In Part 1 of this series, we thought about what it meant if we were acting like a ganker (or felt like a newb) in the church. When we encounter others who fit these descriptions, though, we have different – yet specific – responsibilities.
If you run into a ganker in the church, who is disrupting the unity for which Jesus prayed, the Bible defines a polite process by which professed followers of Jesus can lovingly correct each other.
“If another believer sins against you, go privately and point out the offense. If the other person listens and confesses it, you have won that person back. But if you are unsuccessful, take one or two others with you and go back again, so that everything you say may be confirmed by two or three witnesses. If the person still refuses to listen, take your case to the church. Then if he or she won’t accept the church’s decision, treat that person as a pagan or a corrupt tax collector.
Matthew 18:15-17 NLT
Spend time in prayer before meeting with someone who needs a little correction, and remember that the goal is their growth and restoration, not your personal convenience or a boost to your ego (because you want them to know that you are right!).
And, if you run into a newb in the church, your mission is even more clear: Help them to grow. This might be as simple as pointing them towards some books, podcasts, or habits that will help them become more mature. However, in this case, if you’ve been maturing as a Christian for a while, I really hope that you’ll consider something more robust: What if you offered to mentor and disciple someone for a year? This doesn’t have to be real formal, but even getting together once a month to talk and maybe answer some questions can make a life-long impact in someone else’s life. (See From the Other Side of Manhood, although the messages from that article aren’t limited to men.)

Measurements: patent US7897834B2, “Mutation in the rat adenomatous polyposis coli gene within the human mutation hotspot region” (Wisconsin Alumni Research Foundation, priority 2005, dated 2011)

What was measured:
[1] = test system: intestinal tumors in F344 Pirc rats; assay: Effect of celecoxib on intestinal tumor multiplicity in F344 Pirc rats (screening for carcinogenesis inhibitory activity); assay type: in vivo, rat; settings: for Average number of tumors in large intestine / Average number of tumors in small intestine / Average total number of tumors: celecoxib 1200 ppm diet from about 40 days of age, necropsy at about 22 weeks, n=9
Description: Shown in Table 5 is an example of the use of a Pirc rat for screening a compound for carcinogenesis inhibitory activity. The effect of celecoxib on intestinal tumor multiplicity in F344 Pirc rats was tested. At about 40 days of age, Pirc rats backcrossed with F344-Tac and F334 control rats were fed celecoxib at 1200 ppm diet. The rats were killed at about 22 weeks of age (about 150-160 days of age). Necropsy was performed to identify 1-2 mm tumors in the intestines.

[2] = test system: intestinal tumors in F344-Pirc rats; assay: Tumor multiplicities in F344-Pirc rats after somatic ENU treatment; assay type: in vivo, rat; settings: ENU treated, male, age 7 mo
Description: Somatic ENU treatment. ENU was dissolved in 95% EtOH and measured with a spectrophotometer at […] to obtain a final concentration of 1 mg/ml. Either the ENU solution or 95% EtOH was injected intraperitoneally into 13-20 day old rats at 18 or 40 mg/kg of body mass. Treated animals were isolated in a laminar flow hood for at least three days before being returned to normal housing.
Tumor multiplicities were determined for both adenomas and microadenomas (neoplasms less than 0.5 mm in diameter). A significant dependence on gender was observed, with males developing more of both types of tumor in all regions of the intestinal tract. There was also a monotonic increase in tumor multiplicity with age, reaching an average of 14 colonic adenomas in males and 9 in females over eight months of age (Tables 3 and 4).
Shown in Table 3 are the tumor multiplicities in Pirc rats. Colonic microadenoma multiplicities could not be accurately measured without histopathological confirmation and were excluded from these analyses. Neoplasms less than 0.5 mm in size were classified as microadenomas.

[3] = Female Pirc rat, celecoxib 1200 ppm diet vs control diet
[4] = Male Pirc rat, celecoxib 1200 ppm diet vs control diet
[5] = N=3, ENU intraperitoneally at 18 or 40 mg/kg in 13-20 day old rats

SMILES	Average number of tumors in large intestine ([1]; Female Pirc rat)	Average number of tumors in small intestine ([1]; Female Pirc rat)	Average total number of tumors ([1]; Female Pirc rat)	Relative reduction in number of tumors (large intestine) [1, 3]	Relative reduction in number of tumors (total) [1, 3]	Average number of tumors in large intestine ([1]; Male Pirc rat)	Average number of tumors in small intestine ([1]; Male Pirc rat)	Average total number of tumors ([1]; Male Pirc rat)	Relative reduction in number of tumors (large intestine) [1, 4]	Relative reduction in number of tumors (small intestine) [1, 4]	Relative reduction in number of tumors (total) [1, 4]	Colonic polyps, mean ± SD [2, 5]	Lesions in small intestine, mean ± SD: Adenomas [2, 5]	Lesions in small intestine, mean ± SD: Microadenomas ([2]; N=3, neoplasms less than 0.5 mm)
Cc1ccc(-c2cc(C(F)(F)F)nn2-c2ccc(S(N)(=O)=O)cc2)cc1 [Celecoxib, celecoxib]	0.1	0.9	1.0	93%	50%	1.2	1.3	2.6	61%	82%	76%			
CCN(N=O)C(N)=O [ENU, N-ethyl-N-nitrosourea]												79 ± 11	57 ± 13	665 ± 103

I also think that a key element of treating newer Christians in the church is to not “sin-ify” things that are not sinful. If a fellow Christian stands up when the minister makes a great point, and cheers like his team just scored a goal, support him with a little clapping or an “Amen”, even if you’re more inclined to just nod in agreement. God can be glorified through many forms of worship. If a new believer is sporting a well-drawn tattoo, and you’re not into that sort of thing, stop by and ask her about it. You can say, “Nice ink! Where’d you get it?” And, if you personally wouldn’t wear that “Jesus Rocks!” T-shirt to church, don’t be afraid to walk up to someone who did, welcome them to the Body of Christ, and invite them to sit with you.
One of the great things about the collection of people who follow Jesus is that they are not all the same. It might be helpful if we weren’t all imperfect; however, realizing that this is the case can help us to find common ground and extend grace to others. No matter where each of us currently stands on path of becoming like our perfect example (Jesus Christ), may we always be taking that next step towards the goal, and extending a hand to help others along the way.